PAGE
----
Cosmologie

International SciPol internship

We are proposing an undergrad internship in lines of the SciPol (scipol.in2p3.fr) European project, focused on CMB data analysis for the discovery of primordial polarized CMB B-modes. 

The intern will focus on the modeling of specific parts of the detection chain (astrophysical foregrounds, atmosphere, instrument, ground pickup, etc.) and will propose a mitigation technique associated to this specific effect. 

Probing Dark Energy with Euclid Cluster Observations

The European Space Agency’s (ESA) Euclid space mission aims to reveal the nature of dark energy, the mysterious cause of the observed accelerated expansion of the universe. Identifying dark energy is arguably the most profound question facing fundamental Physics today, because of its connection between the quantum world and gravity. Euclid will measure the dark energy equation-of-state (EoS), which is to say that it will determine if dark energy is constant or varies with time, a key distinction for theoretical understanding.

SciPol internship (M1)

We are proposing a M1 internship to work on the component separation of the LiteBIRD space mission. It will involve the handling of python codes, CMB and astrophysical signals simulations, as well as the learning of the basics of CMB data analysis. 

This internship would be part of the global effort undertaken by the SciPol project: https://scipol.in2p3.fr/

Exploration and visualisation of fluctuations of cosmic microwave background anisotropies

The objective of the internship is to familiarize the student with modern cosmology and particularly with the physics, informational content, as well as practical applications and observations of the fluctuations of the cosmic microwave background (CMB). The student will explore different observational techniques and approaches used for observations of the CMB and critically compare them. The student will learn to use and compare multiple numerical codes developed by the community in order to generate simulated maps of the CMB sky and explore the impact of beam effects on them.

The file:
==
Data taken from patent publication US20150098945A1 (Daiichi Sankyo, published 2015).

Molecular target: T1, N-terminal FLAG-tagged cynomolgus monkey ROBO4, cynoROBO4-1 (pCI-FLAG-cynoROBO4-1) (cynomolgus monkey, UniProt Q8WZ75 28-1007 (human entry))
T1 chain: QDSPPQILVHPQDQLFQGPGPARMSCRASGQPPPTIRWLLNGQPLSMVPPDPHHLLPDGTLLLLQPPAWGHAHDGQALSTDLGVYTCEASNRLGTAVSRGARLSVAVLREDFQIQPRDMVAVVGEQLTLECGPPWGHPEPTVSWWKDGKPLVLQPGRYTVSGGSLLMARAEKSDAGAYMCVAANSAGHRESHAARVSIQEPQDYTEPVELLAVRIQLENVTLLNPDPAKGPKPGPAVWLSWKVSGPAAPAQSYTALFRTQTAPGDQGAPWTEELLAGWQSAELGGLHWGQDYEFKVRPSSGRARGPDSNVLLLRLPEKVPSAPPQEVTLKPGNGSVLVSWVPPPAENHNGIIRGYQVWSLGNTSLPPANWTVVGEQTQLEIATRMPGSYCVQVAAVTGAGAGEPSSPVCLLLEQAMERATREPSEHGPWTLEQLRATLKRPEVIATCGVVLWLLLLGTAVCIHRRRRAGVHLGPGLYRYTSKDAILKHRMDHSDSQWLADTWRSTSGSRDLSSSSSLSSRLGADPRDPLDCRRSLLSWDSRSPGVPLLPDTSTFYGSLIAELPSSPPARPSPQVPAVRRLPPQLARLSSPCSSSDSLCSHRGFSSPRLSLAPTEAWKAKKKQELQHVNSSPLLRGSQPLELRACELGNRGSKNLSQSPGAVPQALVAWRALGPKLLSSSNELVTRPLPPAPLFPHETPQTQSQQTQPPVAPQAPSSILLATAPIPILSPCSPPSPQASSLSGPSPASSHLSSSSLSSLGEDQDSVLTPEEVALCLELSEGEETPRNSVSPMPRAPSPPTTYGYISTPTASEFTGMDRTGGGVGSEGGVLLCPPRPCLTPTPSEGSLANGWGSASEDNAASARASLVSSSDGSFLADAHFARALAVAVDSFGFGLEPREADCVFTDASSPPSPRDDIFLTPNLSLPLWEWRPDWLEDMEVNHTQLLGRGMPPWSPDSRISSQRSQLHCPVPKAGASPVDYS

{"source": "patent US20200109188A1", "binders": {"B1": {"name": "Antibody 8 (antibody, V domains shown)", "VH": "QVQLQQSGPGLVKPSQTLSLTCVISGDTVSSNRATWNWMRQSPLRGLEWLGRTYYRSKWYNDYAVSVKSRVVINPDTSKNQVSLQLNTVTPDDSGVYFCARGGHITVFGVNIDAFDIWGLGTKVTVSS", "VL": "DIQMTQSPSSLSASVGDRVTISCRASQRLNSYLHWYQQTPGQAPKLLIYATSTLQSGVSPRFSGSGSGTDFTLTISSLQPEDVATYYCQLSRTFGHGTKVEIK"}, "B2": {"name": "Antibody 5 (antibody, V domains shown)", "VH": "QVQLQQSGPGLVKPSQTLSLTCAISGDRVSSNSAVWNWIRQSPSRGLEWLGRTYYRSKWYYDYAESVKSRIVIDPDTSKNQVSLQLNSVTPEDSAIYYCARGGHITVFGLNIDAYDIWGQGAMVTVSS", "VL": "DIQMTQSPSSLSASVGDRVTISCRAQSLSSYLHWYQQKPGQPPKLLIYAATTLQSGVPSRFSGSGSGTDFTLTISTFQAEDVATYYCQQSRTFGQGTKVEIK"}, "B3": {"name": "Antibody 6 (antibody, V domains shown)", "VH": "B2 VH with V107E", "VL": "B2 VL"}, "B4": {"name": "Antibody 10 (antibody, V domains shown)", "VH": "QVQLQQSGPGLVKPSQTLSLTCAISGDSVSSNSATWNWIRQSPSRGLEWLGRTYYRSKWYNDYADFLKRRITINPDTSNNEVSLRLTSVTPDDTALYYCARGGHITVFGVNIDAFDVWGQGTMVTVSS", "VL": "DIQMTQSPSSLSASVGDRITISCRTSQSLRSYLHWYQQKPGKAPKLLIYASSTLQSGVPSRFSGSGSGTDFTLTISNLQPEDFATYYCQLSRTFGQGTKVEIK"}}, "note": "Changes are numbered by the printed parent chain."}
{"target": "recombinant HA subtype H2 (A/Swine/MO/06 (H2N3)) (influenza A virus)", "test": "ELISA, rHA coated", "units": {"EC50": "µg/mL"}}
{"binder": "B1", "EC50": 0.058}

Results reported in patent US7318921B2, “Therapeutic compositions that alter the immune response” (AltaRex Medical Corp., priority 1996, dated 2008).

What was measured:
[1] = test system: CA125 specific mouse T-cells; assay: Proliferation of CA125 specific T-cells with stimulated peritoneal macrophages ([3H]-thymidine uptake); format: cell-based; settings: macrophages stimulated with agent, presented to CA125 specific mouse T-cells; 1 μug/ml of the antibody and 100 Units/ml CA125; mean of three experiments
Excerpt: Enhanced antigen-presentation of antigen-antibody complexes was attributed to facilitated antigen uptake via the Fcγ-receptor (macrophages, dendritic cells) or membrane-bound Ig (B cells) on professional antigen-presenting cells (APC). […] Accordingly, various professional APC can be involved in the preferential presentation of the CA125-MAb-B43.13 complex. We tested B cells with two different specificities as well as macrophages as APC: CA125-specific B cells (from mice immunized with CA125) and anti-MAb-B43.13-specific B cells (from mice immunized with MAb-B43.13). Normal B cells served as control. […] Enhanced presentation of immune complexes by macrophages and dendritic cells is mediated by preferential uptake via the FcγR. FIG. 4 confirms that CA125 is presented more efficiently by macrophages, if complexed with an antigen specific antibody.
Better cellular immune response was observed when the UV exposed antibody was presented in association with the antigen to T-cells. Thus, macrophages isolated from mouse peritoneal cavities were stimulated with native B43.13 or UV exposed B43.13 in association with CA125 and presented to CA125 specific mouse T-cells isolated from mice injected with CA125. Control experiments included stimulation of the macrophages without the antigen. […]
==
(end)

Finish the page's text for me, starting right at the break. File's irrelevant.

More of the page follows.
Cluster cosmology with LSST

Galaxy clusters are the most massive dark matter halos in the Universe. They host galaxies, gas, dust and dark matter.
 
The Legacy Survey of Space and Time (LSST; https://www.lsst.org/about) will detect hundreds of thousands of clusters, which can be used to constraint cosmology and study galaxy evolution. For cosmological study we need a very precise determination of the cluster selection function.
 

Measurement of CMB B-mode polarisation with the LiteBIRD satellite mission: development of innovative data analysis techniques.

The Cosmic Microwave Background (CMB) radiation is a relic emission from 380 000 years after the Big-Bang at the time of decoupling between matter and radiation. The small CMB temperature and polarisation fluctuations, induced by quantum perturbation generated in the early Universe, contain precious information about the physics of the primordial Universe and its physical content. Several experiments, including the Planck satellite mission of ESA have measured those perturbations with high accuracy, leading to per cent precision on the determination of cosmological parameters.

Measurement of CMB B-mode polarisation with the LiteBIRD satellite mission: development of innovative data analysis techniques.

The Cosmic Microwave Background (CMB) radiation is a relic emission from 380 000 years after the Big-Bang at the time of decoupling between matter and radiation. The small CMB temperature and polarisation fluctuations, induced by quantum perturbation generated in the early Universe, contain precious information about the physics of the primordial Universe and its physical content. Several experiments, including the Planck satellite mission of ESA have measured those perturbations with high accuracy, leading to per cent precision on the determination of cosmological parameters.

CMB Foreground Studies

Measurements of the Cosmic Microwave Background (CMB) have transformed cosmology into a precision science, and they continue to deliver new insights into the birth and evolution of our Universe. One of the major hurdles in extracting these insights, however, come from "foreground" signals emitted from intervening matter. These spurious emissions can mask and even mimic the primordial CMB, introducing errors into our conclusions.

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